Height: 16.500 cm
Gift of Dr W.G. Atherstone
Room 24: Living and Dying
Carved wooden headrest
Shona, 19th century
The Shona carvers of Zimbabwe produce
distinctive wooden headrests, which usually comprise geometric -
circular , triangular and rectangular - designs. The concentric
circles, which are common to many headrests, are thought to derive
from various sources, including the base of the white Conus shells
that are worn as signs of status by chiefs and diviners, the
ripples in a pool into which a stone has been thrown, or the
patterns of body
The decorative motifs of the headrests and female scarification carry the same name, nyora, which refers to the ancestors, suggesting a connection between the spirit world of ancestors and women's fertility.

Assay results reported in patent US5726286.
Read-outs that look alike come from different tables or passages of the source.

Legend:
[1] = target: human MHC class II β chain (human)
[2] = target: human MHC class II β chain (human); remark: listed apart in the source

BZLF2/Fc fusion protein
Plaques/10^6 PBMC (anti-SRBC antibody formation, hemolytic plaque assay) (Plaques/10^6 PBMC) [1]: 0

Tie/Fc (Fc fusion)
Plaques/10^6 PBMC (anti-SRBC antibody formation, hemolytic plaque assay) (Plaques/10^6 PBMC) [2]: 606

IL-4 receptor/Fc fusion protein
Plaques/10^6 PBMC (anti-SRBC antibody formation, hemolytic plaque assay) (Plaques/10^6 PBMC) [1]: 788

Headrests are used mainly by men, who are said to be visiting their ancestors during sleep. They are thus seen as a source of knowledge and prosperity. Headrests are buried along with the deceased or passed on to his descendants. They are sometimes used by Shona diviners as a spiritual bridge that links them to the world of the ancestors.
T. Phillips (ed.), Africa, the art of a continent (London, Royal Academy, 1995)